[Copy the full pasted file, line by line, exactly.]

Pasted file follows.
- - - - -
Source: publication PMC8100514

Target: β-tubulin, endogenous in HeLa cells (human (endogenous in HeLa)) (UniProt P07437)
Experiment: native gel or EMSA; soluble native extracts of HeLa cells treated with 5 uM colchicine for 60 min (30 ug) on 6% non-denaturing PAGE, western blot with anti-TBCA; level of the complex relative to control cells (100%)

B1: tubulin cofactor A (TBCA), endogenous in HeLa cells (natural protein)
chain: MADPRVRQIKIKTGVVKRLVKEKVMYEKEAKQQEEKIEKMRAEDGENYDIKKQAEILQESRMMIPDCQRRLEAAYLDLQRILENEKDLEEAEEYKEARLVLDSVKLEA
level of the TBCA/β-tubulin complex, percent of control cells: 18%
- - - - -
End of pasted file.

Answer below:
Source: publication PMC8100514

Target: β-tubulin, endogenous in HeLa cells (human (endogenous in HeLa)) (UniProt P07437)
Experiment: native gel or EMSA; soluble native extracts of HeLa cells treated with 5 uM colchicine for 60 min (30 ug) on 6% non-denaturing PAGE, western blot with anti-TBCA; level of the complex relative to control cells (100%)

B1: tubulin cofactor A (TBCA), endogenous in HeLa cells (natural protein)
chain: MADPRVRQIKIKTGVVKRLVKEKVMYEKEAKQQEEKIEKMRAEDGENYDIKKQAEILQESRMMIPDCQRRLEAAYLDLQRILENEKDLEEAEEYKEARLVLDSVKLEA
level of the TBCA/β-tubulin complex, percent of control cells: 18%